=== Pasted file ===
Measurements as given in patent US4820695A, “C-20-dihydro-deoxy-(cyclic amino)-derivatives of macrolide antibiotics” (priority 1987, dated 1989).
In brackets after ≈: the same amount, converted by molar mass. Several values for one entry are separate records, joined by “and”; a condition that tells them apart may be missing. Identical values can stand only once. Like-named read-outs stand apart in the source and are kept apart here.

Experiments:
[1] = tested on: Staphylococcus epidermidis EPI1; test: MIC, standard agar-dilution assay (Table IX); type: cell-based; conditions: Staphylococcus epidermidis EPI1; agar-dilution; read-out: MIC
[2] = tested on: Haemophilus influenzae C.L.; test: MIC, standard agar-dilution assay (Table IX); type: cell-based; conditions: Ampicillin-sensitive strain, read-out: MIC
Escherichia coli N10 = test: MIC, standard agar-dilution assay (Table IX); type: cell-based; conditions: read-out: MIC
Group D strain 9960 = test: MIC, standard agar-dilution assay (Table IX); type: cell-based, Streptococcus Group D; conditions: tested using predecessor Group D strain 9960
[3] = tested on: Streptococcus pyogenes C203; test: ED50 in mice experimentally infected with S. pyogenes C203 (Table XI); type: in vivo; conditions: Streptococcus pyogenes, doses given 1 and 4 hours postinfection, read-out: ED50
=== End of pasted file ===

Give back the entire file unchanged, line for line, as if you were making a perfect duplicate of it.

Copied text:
Measurements as given in patent US4820695A, “C-20-dihydro-deoxy-(cyclic amino)-derivatives of macrolide antibiotics” (priority 1987, dated 1989).
In brackets after ≈: the same amount, converted by molar mass. Several values for one entry are separate records, joined by “and”; a condition that tells them apart may be missing. Identical values can stand only once. Like-named read-outs stand apart in the source and are kept apart here.

Experiments:
[1] = tested on: Staphylococcus epidermidis EPI1; test: MIC, standard agar-dilution assay (Table IX); type: cell-based; conditions: Staphylococcus epidermidis EPI1; agar-dilution; read-out: MIC
[2] = tested on: Haemophilus influenzae C.L.; test: MIC, standard agar-dilution assay (Table IX); type: cell-based; conditions: Ampicillin-sensitive strain, read-out: MIC
Escherichia coli N10 = test: MIC, standard agar-dilution assay (Table IX); type: cell-based; conditions: read-out: MIC
Group D strain 9960 = test: MIC, standard agar-dilution assay (Table IX); type: cell-based, Streptococcus Group D; conditions: tested using predecessor Group D strain 9960
[3] = tested on: Streptococcus pyogenes C203; test: ED50 in mice experimentally infected with S. pyogenes C203 (Table XI); type: in vivo; conditions: Streptococcus pyogenes, doses given 1 and 4 hours postinfection, read-out: ED50